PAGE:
So, you’re preparing for mediation – whether you’re the mediator or an attorney representing one of the parties.
You’ve reviewed the significant evidence and the arguments that can be made from that evidence. You’ve considered the parties’ submissions. Perhaps you’ve made notes to remember during the mediation.
Here’s one to always include: Be patient.
Time is likely the most underappreciated contributor to a successful mediation. Without patience, time doesn’t get to work.
The Role of Patience
There are many reasons that patience can play an outsize role in mediation.
At the outset, recall the setting for mediation. By the time it rolls around, negotiation has probably already failed at least once. The parties are represented by attorneys who are confident in their case assessments and have expressed them to their client, meaning they’re invested – dug in – to their view of the case. They have also expressed their view to opposing counsel, which hasn’t been productive.
Mediation is likely a new experience for at least one of the parties. And because we live in a swipe left swipe right, take it or leave it world, people don’t get a lot of negotiating practice.
Given this, it is far too easy to conclude after the first demand and offer are exchanged, that the case is unlikely to resolve because the parties are too far apart. It simply confirms what they were thinking before mediation began.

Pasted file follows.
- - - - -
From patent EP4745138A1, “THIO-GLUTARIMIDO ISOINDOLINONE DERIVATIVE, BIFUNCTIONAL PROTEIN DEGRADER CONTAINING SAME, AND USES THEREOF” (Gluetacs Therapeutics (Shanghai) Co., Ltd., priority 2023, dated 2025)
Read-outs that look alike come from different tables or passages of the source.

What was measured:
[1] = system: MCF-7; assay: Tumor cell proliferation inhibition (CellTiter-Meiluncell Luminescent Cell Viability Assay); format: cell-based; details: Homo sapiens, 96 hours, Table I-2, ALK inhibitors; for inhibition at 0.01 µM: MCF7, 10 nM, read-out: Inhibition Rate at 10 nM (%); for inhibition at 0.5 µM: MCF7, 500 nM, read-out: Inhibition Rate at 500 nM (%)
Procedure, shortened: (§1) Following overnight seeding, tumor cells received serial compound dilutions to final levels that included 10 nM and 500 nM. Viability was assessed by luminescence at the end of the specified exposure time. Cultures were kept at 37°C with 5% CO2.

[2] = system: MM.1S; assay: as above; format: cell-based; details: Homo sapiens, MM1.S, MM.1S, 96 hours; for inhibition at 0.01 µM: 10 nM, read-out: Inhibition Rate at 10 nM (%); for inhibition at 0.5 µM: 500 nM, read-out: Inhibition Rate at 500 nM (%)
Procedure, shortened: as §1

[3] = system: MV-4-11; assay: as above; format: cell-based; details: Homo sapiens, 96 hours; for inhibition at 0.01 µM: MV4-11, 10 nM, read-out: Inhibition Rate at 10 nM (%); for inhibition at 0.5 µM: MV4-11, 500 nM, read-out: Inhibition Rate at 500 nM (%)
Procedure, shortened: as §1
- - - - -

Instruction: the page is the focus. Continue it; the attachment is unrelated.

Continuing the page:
Mediation is not a process of figuring out which side is more convincing, it’s a process of finding where both sides are comfortable resolving their differences. Neither side (or the mediator) knows where that point is when the mediation begins.
Attorneys often underestimate the time that it will take the other party to rethink their position. They aren’t necessarily considering that their position will change. What time does is allow the parties and their counsel to think about their case differently. What makes the other side take the position that they have? If we’re going to think about the case differently, how will that look?
Here Are Your Takeaways
Attorneys: Make a point to be intentionally patient. It will make the inevitable slow start bearable for both you and your client and will give you the best chance to settle your case.
Mediators: Decision-making is a process that takes different and unpredictable amounts of time for different people. Preview the process and encourage the parties – and their attorneys – to give the process the time necessary to work.
I often tell parties that the secret to mediation (in addition to a thorough discussion of the case) is simply giving the parties the time they need to decide. Be ready to do that.
See you at mediation.
This article was originally published on the State Bar of Wisconsin’s Dispute Resolution Blog. Visit the State Bar sections or the Dispute Resolution Section web pages to learn more about the benefits of section membership.